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New Information May Make Choosing a College Major Easier

July 5, 2012
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When Department of Homeland Security Secretary Janet Napolitano launched Study in the States in September 2011, one goal was “to encourage the ‘best and brightest’ international students to study and … (learn about expanded post-graduate opportunities) in the United States.” International students benefit local and national economies as well as overall classroom experience and learning opportunities on campuses across the country. Choosing a university, as well as deciding to go to a different country, is complicated. New information from the U.S. government will now begin to simplify this complex process.

According to the Washington Post, the “Wage Records Interchange System”, an effort between the U.S. Department of Labor and individual states, will now provide more information for students to compare degrees from different schools in terms of post-graduate employment opportunities and estimated salary. The U.S. Department of Education will also release “Gainful Employment Reports” with data on “employment and earnings levels for students who graduate from the most popular technical certificate programs at colleges all across the country.”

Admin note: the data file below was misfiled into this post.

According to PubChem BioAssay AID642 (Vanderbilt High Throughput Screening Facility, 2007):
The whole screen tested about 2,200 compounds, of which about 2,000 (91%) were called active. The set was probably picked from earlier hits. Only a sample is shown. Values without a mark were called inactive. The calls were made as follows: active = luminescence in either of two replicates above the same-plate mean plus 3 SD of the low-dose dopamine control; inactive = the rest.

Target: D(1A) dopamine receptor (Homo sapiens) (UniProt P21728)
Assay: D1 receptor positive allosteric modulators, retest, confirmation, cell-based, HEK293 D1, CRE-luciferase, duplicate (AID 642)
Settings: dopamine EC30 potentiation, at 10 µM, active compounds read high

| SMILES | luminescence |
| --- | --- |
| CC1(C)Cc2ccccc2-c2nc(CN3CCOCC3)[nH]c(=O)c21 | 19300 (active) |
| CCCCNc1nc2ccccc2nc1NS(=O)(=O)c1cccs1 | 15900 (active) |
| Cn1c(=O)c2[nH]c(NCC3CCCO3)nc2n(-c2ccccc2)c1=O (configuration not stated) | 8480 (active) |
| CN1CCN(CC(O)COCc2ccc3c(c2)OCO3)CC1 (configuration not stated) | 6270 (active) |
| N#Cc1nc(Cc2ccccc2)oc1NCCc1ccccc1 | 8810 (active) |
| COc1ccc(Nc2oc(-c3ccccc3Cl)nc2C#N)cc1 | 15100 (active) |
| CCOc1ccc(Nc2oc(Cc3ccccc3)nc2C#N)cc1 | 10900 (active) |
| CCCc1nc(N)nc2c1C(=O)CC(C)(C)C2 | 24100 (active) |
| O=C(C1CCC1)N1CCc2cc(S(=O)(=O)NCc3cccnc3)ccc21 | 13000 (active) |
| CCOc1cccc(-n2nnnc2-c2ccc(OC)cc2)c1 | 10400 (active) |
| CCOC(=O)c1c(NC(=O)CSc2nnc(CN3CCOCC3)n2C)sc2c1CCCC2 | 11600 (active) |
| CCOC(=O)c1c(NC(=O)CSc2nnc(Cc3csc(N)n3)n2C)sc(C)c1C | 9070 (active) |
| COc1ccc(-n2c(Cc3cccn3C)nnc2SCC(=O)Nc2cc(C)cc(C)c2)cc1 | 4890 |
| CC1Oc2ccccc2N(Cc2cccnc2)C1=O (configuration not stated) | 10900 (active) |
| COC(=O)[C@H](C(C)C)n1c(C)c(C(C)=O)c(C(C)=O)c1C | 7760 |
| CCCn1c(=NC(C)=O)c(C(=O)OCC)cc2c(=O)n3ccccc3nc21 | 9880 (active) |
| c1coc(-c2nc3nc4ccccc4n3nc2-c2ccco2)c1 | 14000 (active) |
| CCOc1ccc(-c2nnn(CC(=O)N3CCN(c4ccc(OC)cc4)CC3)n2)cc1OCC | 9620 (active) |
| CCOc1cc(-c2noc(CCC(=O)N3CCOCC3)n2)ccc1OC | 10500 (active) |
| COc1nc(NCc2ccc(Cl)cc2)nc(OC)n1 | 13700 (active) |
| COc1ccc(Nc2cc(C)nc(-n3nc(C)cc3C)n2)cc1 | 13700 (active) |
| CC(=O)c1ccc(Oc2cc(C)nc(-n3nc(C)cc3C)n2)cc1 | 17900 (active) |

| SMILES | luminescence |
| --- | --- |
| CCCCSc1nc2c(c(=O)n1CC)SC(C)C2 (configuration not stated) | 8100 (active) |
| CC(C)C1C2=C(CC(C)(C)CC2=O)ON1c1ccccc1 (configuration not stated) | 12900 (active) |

This information may also prove helpful to international students interested in remaining in the United States through optional practical training (OPT). OPT is available to students who qualify for a period of up to 12  months. As a presidential priority, programs and graduates of programs with a science, technology, engineering or math (STEM) Classification of Instructional Program (CIP) code are important to the United States. An F student who has earned a bachelor’s, master’s or doctorate degree in a STEM designated-degree program can now be eligible to remain in the United States for an additional 17 months of OPT. The Department of Homeland Security also recently announced an expanded list of STEM programs whose graduates are eligible for this extension.


Choosing a college for the job that comes after; Washington Post

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